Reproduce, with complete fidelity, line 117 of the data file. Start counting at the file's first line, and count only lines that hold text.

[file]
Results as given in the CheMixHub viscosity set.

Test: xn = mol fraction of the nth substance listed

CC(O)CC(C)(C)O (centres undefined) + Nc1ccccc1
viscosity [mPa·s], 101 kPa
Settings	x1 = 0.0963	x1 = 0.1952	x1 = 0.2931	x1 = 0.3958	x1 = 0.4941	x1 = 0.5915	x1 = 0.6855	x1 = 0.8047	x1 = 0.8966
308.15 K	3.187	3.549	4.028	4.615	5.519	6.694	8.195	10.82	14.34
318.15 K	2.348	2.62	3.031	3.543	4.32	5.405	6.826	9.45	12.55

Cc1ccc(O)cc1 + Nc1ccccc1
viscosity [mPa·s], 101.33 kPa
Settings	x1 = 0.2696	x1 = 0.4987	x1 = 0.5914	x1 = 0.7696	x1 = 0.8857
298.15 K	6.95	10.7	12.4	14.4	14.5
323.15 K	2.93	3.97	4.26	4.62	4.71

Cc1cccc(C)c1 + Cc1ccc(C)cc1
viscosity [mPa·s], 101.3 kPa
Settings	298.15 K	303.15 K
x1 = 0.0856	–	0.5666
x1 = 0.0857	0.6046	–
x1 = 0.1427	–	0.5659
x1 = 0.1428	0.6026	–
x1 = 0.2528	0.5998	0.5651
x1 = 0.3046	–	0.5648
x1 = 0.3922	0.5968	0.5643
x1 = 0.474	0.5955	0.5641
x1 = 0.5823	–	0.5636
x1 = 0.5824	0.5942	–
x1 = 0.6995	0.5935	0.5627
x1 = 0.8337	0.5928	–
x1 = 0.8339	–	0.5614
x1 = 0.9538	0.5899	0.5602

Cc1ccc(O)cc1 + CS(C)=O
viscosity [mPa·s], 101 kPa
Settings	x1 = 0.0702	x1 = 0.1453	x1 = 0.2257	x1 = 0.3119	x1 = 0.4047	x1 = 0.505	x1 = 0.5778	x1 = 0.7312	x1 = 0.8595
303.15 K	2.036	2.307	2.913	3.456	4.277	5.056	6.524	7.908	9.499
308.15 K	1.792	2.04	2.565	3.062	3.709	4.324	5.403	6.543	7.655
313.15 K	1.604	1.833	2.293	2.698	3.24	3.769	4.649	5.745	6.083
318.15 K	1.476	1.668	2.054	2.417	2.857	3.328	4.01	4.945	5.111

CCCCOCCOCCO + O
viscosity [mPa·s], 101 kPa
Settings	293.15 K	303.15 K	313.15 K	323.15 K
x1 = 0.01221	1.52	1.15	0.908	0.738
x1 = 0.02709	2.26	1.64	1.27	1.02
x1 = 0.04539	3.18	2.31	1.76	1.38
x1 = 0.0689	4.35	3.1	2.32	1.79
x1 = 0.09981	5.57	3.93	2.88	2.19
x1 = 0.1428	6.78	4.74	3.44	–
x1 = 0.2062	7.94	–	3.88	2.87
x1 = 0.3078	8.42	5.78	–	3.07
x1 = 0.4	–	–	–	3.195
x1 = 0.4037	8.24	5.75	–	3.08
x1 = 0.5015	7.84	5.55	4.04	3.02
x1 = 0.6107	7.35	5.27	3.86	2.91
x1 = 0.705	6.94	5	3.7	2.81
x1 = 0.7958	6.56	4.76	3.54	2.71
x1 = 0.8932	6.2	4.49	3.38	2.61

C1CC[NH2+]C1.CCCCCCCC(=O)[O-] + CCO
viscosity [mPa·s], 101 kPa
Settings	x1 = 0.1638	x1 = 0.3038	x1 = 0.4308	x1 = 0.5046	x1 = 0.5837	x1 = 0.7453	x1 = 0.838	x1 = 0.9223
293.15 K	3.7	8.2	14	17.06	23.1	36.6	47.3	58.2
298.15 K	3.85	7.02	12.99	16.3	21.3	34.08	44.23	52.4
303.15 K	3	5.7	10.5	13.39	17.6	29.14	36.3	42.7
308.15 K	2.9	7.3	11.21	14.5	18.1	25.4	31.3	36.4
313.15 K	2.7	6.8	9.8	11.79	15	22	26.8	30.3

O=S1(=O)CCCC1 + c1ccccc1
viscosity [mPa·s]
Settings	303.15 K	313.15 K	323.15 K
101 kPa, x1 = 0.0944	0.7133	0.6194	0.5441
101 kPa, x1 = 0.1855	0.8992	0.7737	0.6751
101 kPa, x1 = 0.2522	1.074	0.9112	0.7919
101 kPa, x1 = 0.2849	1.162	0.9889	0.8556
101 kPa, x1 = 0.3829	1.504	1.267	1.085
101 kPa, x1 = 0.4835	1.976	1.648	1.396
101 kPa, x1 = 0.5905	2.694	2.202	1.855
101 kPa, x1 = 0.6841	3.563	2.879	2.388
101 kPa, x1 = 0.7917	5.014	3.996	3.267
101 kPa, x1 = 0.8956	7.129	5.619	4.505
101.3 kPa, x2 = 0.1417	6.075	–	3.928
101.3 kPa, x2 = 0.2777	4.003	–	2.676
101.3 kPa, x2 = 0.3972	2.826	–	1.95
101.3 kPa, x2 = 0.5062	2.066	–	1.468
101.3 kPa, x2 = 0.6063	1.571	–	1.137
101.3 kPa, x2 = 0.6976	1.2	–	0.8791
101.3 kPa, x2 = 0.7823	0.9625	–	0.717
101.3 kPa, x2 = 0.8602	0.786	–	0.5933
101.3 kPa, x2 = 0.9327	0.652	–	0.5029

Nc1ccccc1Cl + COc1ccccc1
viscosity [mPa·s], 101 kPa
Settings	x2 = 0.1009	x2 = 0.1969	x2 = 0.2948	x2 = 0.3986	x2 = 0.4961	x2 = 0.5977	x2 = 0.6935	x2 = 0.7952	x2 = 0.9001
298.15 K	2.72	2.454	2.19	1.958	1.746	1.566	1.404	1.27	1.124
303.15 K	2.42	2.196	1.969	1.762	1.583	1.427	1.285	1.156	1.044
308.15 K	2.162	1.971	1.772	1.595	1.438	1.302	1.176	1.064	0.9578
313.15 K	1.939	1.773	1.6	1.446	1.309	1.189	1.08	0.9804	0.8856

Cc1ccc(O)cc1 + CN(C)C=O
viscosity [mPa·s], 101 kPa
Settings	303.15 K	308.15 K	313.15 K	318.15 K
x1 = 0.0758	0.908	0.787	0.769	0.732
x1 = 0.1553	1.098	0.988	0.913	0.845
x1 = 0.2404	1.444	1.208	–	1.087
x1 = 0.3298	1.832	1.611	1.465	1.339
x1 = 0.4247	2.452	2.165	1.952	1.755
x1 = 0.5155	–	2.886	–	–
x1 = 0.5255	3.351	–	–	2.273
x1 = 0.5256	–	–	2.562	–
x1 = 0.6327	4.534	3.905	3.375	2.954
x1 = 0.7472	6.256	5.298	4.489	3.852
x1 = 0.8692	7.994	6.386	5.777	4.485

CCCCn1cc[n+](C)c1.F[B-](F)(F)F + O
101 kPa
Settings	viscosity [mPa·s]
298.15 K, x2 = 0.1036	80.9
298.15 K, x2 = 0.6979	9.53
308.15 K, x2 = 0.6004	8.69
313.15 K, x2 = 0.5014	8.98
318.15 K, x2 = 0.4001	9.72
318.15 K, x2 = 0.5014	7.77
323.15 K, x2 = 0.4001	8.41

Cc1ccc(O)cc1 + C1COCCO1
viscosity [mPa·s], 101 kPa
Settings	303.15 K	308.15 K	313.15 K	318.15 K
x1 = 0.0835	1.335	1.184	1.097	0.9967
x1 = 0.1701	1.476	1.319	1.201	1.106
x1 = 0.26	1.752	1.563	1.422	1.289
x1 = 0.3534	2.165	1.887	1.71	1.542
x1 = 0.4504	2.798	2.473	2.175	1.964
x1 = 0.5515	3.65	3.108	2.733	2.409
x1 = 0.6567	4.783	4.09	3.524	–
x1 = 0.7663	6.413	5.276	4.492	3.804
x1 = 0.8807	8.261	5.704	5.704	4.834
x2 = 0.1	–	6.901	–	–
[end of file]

viscosity [mPa·s], 101 kPa